Three minutes. Someone once said that’s all it takes to know if you’re going to like the person you just met. One might use that test for music as well. If that’s true, then about three minutes into “Pete Ham,” the opening song on crash into june’s debut record from blind to blue, you’ll know the answer. Yes. It’s good. Very good. Listen to those soaring harmonies that just beg you to sing along. Listen to that guitar at its brightest. Listen to the tight rhythms keeping the melodies grounded. And more than anything, listen to those insidious melodies, the hooks that climb into your head and never leave. Just listen to the songs “Wave” or “I Forgot” or “Top of the World” or, well, any of them. You’ll find yourself humming them for the rest of the day. And god forbid you turn off your car’s ignition while one of those songs is playing; you’re really in trouble then.

crash into june began in 1991 when brothers Johnny and Dave Norris did what boys have done ever since Les Paul popularized the electric guitar: they formed a band, in part to combat the boredom of an offseason away from their University of Memphis soccer team. The Norris brothers, like most, have their share of arguments and fights (including one that ended with a frozen ham – don’t ask), but they realized one thing: they shared common interests in music. They loved Memphis’s legendary Big Star. They loved Teenage Fanclub, the Connells, the Candyskins, the Posies, Matthew Sweet, dozens of other melodic rock bands.

So, borrowing the name from a song by underground pop rock legend Scott Miller, they played their first gig as crash into june in a small Memphis pub. Twelve years later, the brothers – Johnny on bass and Dave on vocals and guitar – have been joined by John Boswell on drums and Dylan Cranmer on guitar. In those eleven years, crash into june played gig after gig, building a loyal following in and around the Southeast. Now, the word is spreading. The highly-circulated UK music magazine, MOJO, gave from blind to blue a glowing review in its March 2000 issue (“a highly impressive debut”). Their songs have found their way onto radio stations in England, France, Germany, Spain and Portugal, various internet radio stations, and college and commercial radio here in the United States. And, there are immediate plans for the band to tour throughout the Southeast and Midwest.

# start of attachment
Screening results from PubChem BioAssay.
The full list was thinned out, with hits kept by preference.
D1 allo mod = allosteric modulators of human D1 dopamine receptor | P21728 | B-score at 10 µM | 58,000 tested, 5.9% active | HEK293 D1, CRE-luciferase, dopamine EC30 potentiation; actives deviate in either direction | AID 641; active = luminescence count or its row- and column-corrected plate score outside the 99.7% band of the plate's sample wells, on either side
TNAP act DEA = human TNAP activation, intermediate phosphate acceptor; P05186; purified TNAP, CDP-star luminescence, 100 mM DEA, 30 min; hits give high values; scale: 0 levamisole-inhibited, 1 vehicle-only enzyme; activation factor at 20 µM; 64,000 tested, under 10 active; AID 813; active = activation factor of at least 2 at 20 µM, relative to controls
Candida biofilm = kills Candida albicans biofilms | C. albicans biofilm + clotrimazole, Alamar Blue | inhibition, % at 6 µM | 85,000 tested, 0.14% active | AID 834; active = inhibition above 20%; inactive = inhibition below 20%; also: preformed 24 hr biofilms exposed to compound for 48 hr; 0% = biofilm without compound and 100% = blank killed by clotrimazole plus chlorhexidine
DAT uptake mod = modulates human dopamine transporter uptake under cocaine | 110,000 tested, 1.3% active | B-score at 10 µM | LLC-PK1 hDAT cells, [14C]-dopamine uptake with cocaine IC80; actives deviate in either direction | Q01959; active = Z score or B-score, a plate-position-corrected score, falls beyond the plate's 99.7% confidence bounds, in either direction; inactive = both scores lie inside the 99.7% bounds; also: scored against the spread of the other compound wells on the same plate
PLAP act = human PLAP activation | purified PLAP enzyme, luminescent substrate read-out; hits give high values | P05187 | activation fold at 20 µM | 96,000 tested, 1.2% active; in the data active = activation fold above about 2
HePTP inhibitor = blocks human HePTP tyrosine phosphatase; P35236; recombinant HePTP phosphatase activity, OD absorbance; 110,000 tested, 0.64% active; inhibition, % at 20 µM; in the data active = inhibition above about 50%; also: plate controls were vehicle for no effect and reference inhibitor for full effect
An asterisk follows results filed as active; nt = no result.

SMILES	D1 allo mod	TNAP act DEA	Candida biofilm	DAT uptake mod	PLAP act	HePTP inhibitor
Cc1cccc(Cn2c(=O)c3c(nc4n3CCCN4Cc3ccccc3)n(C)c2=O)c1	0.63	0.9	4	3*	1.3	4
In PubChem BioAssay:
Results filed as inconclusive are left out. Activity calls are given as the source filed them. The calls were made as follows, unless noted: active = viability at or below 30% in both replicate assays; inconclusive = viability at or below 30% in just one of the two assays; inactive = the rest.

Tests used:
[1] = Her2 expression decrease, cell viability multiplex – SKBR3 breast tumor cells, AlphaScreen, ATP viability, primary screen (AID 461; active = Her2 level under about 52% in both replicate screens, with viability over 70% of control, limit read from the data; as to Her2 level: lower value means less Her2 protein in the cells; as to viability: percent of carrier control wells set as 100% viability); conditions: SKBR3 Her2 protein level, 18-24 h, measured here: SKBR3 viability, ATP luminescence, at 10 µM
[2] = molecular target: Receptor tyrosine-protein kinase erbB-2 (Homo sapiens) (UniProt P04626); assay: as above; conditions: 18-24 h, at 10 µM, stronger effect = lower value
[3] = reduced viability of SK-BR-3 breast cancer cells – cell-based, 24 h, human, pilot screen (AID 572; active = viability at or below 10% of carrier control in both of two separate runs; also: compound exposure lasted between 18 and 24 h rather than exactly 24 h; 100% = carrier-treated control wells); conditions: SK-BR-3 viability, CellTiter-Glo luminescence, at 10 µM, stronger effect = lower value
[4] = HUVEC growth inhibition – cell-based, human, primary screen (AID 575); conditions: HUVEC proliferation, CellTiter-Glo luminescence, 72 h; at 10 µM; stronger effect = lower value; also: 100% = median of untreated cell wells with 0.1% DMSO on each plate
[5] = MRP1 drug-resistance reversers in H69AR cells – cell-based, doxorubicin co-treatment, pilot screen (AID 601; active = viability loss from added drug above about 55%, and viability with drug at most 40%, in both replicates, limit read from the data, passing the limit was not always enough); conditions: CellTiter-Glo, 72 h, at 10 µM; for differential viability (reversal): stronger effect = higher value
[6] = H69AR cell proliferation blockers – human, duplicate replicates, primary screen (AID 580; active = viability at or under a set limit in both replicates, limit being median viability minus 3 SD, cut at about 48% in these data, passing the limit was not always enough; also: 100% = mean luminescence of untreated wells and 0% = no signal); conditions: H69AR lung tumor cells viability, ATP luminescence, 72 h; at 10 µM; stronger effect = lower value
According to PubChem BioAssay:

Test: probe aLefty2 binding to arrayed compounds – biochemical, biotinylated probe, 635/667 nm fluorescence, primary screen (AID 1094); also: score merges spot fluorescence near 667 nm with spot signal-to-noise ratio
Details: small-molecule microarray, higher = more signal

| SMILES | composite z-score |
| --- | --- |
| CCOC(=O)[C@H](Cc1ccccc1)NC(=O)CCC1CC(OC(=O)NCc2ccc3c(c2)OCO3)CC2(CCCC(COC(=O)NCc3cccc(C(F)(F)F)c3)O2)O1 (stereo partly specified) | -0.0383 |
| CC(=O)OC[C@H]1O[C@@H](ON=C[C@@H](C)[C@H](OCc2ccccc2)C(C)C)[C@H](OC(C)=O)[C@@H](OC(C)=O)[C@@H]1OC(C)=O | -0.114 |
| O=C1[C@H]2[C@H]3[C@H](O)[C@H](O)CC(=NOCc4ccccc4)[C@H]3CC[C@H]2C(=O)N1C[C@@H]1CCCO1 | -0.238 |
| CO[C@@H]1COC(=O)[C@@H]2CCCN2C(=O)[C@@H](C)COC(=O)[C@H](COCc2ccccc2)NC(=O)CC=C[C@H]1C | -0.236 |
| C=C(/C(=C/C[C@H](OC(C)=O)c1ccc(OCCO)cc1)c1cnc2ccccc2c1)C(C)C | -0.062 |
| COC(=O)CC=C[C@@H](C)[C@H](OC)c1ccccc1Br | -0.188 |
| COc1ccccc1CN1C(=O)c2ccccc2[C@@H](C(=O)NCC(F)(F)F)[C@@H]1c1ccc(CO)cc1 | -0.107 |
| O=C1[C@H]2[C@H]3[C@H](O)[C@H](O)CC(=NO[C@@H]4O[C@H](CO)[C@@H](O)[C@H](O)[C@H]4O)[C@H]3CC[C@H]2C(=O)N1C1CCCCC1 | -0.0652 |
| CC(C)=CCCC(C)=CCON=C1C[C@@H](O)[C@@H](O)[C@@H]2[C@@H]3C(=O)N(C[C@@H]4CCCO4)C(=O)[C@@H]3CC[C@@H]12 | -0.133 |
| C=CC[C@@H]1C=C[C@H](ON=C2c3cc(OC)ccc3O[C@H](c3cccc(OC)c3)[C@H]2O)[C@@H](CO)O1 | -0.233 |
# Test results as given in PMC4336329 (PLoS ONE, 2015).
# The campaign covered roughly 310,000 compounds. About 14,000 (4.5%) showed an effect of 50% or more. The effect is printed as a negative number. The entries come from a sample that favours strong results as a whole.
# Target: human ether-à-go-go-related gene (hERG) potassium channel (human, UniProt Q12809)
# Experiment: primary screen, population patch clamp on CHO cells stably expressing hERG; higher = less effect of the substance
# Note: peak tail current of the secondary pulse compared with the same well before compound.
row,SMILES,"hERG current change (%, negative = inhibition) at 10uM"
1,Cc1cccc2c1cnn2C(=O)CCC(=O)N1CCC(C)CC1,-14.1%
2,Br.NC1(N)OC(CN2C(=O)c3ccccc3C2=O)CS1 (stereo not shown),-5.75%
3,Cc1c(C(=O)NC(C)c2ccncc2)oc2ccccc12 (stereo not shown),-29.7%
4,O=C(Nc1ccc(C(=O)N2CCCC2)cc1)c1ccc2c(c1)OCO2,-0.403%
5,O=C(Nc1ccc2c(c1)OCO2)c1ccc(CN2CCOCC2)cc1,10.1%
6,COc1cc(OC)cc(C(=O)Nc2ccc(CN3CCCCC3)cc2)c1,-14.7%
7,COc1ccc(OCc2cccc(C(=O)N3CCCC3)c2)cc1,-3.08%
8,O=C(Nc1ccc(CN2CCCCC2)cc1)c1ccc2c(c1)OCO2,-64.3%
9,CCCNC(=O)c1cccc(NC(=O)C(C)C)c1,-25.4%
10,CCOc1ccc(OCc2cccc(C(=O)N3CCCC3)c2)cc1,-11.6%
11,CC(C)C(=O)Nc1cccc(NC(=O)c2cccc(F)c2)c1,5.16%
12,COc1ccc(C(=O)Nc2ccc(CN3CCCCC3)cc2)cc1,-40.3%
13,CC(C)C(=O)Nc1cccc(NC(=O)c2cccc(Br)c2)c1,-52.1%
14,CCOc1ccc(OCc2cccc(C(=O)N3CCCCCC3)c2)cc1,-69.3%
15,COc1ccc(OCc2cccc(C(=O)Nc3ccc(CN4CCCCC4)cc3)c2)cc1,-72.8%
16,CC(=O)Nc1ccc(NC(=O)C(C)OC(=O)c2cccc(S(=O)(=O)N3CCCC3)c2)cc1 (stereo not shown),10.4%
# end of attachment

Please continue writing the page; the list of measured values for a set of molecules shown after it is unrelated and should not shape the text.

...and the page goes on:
The flurry of activity surrounding the band stems from the release of crash into june’s sophomore full-length release, Another Vivid Scene. Produced by Neilson Hubbard (Parasol Records), engineered by Stuart Sikes (The White Stripes, Jets to Brazil, The Promise Ring) and mixed by Clay Jones (Counting Crows, Neilson Hubbard, Buddy Guy), Another Vivid Scene soars higher than crash into june’s debut CD and evokes a far broader, decidedly more mature range of emotions.

From the edgy, sarcastic tirade “Adorable” (“Check your head, it must be clouded/Do you know how bad it sounded/You’re so vain and, oh, so horrible”) to the pensive lament “Read Me Wrong” (“Take me back to yesterday when I didn’­t know your name/Those were better days”), Another Vivid Scene positions crash into june as the next band to emerge from a garage in midtown Memphis onto the national scene.

From pulsing rockers like “Breakthrough,” “Fairmountebank” and “My Beautiful Trainwreck” to the Britpop leanings of “Never on Your Side,” Another Vivid Scene, which features guest performances by Hubbard, Garrison Starr, Ross Rice (E Squared Records), John Lightman (ex-Big Star)and Richard Rosebrough (Chris Bell’s I Am the Cosmos), treats you to 11 radio ready singles fit for fast driving or a night out with friends.

But, it’s not background music it demands to be heard, to be the evening’s soundtrack. So, listen to the songs. Listen to them all. Revel in those melodies. Join in on the harmonies. But don’t say you weren’t warned; you’­ll never get them out of your head.